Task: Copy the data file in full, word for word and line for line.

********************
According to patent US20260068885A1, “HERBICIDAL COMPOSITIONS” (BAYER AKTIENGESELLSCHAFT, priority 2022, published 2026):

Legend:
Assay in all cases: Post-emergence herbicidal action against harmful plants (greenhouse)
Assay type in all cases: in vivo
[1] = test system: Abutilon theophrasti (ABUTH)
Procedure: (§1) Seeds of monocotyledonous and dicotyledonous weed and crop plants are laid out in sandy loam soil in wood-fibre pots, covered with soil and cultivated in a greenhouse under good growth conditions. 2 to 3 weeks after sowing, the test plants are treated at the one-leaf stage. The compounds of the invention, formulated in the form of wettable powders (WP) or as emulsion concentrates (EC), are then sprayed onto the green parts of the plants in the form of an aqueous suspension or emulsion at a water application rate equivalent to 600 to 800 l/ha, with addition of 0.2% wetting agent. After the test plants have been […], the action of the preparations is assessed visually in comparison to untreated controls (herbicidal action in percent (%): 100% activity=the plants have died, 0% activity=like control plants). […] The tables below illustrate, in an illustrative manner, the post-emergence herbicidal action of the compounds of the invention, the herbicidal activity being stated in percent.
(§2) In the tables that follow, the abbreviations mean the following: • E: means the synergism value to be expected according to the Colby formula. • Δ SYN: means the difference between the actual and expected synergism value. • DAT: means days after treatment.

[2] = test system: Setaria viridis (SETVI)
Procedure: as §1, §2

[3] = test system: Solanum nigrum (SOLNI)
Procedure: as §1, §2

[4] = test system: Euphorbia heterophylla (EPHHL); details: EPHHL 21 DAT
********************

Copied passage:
According to patent US20260068885A1, “HERBICIDAL COMPOSITIONS” (BAYER AKTIENGESELLSCHAFT, priority 2022, published 2026):

Legend:
Assay in all cases: Post-emergence herbicidal action against harmful plants (greenhouse)
Assay type in all cases: in vivo
[1] = test system: Abutilon theophrasti (ABUTH)
Procedure: (§1) Seeds of monocotyledonous and dicotyledonous weed and crop plants are laid out in sandy loam soil in wood-fibre pots, covered with soil and cultivated in a greenhouse under good growth conditions. 2 to 3 weeks after sowing, the test plants are treated at the one-leaf stage. The compounds of the invention, formulated in the form of wettable powders (WP) or as emulsion concentrates (EC), are then sprayed onto the green parts of the plants in the form of an aqueous suspension or emulsion at a water application rate equivalent to 600 to 800 l/ha, with addition of 0.2% wetting agent. After the test plants have been […], the action of the preparations is assessed visually in comparison to untreated controls (herbicidal action in percent (%): 100% activity=the plants have died, 0% activity=like control plants). […] The tables below illustrate, in an illustrative manner, the post-emergence herbicidal action of the compounds of the invention, the herbicidal activity being stated in percent.
(§2) In the tables that follow, the abbreviations mean the following: • E: means the synergism value to be expected according to the Colby formula. • Δ SYN: means the difference between the actual and expected synergism value. • DAT: means days after treatment.

[2] = test system: Setaria viridis (SETVI)
Procedure: as §1, §2

[3] = test system: Solanum nigrum (SOLNI)
Procedure: as §1, §2

[4] = test system: Euphorbia heterophylla (EPHHL); details: EPHHL 21 DAT